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How the illusion of festive “sales” works, and why we as consumers keep falling for it

Everyone loves a good bargain, and I am no exception. I, too, have set timers for the monthly Shopee sales and scoured the internet for promo codes to apply at checkout.

Nowadays, we’re no strangers to seeing businesses hosting all kinds of sales since they drum up numbers for them too. Festive seasons in particular are the prime time to go all-in with promotional activities seeing that people are in the mindset of spending. And Malaysia is definitely not lacking in festive seasons.

Come Hari Raya, Chinese New Year, Deepavali, or Christmas, the mall decorations go up and the prices come down. But are we really saving that much money, or is it all just an illusion? Well, the answer is a bit more nuanced than a yes or no.

Businesses use the right triggers

Let’s be honest, have you ever been enticed into buying something you never wanted in the first place just because it was on sale for a limited time only? You’re not the only one. 

Businesses often trigger a sense of artificial urgency by using time-sensitive terms. Phrases like “last call” and “today only” make us feel like we’re losing out if we’re not buying in. The effects of this kind of verbiage are more pronounced during festive seasons, when shopping seems necessary even when it’s not. 

Examples pulled straight from my email inbox

Similarly, stores may also create fake scarcity to drive demand up. The “while stocks last” mentality is especially effective if we’re shopping for a specific season in mind. 

But if demand is high and supply truly is low, instead offering discounts, logically you’d think that businesses would want to hike up the prices. 

And sometimes they do. You might have noticed this trick before where companies inflate the original prices so the price reduction seems more generous than it actually is. It’s clever but can be called deceptive too. Not many buyers would be able to point out original price inflation unless they’ve already been tracking the product for a while.

On the same note, businesses sometimes offer freebies if you hit a certain purchasing target. If you’re looming right on the edge of hitting said target, you might feel inclined to buy something else just to get the free item, even if you don’t need or want it.  

Scoring on these markdowns and free goodies are like small victories. Essentially, companies rely on consumers’ desires to “win”. 

But are we really winning if the sellers are the ones profiting? If not, then…

Why do we still fall for it?

Even after noticing the little tricks companies might pull to hook us into a spending spree, sales still go up during festive seasons. 

According to a 2021 survey by Rakuten Insight, 73% of respondents stated they were planning to shop during holiday sales. This shows that we have primed ourselves to spend in festive times. Society has normalised the practise of festive sales, so we in turn are more receptive to it, illusion or not.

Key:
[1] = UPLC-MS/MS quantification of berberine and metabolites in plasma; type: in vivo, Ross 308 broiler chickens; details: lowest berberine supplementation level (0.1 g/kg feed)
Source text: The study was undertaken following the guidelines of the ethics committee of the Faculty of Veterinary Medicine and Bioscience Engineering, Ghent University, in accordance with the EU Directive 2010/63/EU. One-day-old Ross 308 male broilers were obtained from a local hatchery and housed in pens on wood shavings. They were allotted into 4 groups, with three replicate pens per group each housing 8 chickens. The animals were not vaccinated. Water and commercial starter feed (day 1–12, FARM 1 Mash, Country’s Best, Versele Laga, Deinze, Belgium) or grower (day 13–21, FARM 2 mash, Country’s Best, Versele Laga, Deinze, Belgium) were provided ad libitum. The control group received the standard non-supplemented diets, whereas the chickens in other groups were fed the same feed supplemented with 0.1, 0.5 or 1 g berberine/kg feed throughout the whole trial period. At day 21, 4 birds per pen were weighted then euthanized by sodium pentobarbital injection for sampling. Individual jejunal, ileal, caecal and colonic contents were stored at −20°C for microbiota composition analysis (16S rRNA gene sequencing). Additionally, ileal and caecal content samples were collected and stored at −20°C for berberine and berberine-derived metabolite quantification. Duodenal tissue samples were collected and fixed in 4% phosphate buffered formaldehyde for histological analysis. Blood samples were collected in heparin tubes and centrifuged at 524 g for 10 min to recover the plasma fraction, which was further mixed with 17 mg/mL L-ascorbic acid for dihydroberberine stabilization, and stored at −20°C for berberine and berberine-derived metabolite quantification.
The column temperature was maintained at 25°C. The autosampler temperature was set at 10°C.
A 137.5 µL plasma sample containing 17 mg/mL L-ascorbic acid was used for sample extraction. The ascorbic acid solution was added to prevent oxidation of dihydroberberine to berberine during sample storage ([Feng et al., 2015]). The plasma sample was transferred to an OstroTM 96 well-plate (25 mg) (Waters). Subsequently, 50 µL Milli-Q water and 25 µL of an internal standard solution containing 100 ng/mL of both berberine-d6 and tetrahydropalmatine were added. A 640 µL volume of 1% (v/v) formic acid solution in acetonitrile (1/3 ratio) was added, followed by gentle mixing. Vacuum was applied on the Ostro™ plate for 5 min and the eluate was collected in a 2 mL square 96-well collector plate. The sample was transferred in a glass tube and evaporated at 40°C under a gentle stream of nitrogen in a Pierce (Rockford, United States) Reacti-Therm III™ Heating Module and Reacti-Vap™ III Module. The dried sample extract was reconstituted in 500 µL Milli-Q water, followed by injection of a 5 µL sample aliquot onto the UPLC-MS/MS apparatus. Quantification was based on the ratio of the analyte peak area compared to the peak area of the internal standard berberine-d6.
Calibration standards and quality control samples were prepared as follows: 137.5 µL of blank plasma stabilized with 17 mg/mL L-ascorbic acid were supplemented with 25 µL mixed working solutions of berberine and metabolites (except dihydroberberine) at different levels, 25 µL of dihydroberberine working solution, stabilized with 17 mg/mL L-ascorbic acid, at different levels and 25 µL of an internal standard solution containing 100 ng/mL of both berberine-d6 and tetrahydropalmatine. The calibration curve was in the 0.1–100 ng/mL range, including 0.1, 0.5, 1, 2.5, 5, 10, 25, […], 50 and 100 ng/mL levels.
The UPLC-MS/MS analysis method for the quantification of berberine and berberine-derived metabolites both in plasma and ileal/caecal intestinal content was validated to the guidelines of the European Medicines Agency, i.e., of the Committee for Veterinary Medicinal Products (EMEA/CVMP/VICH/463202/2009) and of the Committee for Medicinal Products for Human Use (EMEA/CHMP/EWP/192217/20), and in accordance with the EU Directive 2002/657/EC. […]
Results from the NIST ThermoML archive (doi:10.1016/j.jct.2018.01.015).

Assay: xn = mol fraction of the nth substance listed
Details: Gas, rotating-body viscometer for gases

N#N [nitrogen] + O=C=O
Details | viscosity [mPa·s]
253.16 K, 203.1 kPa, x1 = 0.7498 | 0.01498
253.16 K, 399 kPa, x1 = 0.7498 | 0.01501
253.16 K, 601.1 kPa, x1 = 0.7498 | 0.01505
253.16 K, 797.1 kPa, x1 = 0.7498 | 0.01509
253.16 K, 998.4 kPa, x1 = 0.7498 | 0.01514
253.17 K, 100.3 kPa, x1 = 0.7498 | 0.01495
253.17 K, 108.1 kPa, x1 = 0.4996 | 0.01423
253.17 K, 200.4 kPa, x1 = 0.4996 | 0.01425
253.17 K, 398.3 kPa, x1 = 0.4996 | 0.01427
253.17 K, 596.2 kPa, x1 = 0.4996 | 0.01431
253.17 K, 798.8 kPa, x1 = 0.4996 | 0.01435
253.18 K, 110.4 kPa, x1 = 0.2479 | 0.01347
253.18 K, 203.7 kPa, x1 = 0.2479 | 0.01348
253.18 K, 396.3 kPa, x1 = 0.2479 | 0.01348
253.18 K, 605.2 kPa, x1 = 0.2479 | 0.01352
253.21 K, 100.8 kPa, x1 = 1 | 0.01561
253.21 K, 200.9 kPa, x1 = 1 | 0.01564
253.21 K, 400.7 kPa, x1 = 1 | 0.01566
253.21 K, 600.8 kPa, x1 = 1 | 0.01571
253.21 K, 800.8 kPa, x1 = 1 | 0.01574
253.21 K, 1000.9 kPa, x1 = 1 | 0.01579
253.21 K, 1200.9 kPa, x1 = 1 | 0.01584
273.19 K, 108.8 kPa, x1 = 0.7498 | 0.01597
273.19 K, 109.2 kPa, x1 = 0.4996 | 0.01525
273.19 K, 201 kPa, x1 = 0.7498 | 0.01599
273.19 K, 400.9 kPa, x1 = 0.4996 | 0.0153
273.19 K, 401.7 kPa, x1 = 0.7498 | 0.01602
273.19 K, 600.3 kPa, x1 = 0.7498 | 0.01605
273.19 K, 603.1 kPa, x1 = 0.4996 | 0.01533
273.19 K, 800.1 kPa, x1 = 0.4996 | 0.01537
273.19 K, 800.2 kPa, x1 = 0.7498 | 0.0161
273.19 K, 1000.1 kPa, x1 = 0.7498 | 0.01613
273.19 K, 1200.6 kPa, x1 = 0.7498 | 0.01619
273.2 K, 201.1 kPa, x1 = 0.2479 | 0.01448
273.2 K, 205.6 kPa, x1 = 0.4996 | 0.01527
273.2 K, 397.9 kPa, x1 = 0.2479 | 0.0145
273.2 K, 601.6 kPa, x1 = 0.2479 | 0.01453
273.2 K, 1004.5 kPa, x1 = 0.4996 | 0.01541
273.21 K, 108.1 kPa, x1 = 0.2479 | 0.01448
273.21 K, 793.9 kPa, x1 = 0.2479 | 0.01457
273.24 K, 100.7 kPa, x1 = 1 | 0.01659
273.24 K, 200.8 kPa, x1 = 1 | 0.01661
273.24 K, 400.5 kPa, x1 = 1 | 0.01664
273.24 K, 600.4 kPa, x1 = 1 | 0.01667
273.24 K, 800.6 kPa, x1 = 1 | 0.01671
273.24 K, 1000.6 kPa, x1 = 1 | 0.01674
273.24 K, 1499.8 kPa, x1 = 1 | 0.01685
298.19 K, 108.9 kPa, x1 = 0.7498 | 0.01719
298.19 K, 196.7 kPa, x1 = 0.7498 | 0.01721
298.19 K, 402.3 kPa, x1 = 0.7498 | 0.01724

At times, we just want an excuse to shop. Research has shown that shopping does have therapeutic value. That’s right, retail therapy works when done in moderation. The science behind it states that shopping can provide an emotional and psychological boost, as it restores a sense of control in us.

Image Credit: Pexels

On a more negative note, we might be affected by peer pressure too, further exacerbated by social media. The fear of missing out (FOMO) and upward comparison on social media have an effect on our desires, which is why influencers are a thing.

The way lots of online shopping apps have made it easy to share a product link around also exacerbates the FOMO, especially if the person who’s recommending the product to you is doing so from experience.

It might be ethically grey and manipulative for businesses to use certain ploys to grow their revenue, but some might argue that it ultimately helps the economy anyway.

The bottom line

At the end of the day, we come back to a familiar crossroads—the double-edged sword of capitalism.

Somewhere along humanity’s journey, we decided that material items can be used to show affection and represent celebration, and companies naturally took advantage of that.  

It’s not a sin to leverage the human desire to be happy, but hyper-consumption isn’t the best thing for our planet. Overbuying just because everything is on “sale” and ending up with lots of unnecessary items just translates to more rubbish down the road.

Image Credit: Unsplash

So, the takeaway is to be aware that these businesses are playing mind games with all these sales and promotions, and make purchases in moderation.

Avoiding emotional spending is a particularly good habit to foster during festive sales. Some tips for this shared by financial bloggers include making it tougher to access your money, keeping bank accounts unlinked to platforms, and finding other ways to release your emotions. 

If you still feel the urge, you can try getting rid of advertorial notifications and newsletters, or use the 72-hour rule, where you wait 72 hours before deciding to buy something. If you’ve lost interest in it by then, it wasn’t an urgent need in the first place.

  • Read more opinion pieces we’ve written here.

Featured Image Credit: 123rf.com

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Vulcan Post aims to be the knowledge hub of Singapore and Malaysia.

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(UEN 201431998C.)

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